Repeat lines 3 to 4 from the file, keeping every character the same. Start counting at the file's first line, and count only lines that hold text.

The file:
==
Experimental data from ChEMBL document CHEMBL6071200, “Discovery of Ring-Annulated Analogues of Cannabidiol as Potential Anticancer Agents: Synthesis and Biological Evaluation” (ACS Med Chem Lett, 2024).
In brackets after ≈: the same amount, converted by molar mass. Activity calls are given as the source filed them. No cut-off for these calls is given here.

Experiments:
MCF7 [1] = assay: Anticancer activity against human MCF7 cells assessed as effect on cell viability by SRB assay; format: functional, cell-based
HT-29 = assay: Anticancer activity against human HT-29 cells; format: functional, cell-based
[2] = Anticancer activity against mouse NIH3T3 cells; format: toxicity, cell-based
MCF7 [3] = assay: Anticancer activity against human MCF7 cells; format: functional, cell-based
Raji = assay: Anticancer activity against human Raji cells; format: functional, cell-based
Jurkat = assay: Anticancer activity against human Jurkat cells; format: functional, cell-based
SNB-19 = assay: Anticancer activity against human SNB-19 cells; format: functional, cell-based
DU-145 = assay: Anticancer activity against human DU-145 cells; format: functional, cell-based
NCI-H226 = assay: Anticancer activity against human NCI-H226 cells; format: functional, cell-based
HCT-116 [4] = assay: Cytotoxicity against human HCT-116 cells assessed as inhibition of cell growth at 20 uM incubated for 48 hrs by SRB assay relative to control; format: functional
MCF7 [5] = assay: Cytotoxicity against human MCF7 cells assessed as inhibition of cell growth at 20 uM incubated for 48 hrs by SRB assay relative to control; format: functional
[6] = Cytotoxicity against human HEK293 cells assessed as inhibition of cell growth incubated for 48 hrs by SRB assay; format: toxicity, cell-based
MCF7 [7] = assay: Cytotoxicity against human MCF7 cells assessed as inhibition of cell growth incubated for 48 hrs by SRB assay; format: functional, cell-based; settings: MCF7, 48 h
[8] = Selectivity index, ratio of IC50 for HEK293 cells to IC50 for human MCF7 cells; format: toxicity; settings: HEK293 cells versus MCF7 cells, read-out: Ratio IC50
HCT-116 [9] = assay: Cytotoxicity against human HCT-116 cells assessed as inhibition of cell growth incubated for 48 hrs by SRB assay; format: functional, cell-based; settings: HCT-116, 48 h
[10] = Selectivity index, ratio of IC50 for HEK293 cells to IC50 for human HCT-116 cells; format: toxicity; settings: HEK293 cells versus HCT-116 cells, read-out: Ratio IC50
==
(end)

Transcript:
Experiments:
MCF7 [1] = assay: Anticancer activity against human MCF7 cells assessed as effect on cell viability by SRB assay; format: functional, cell-based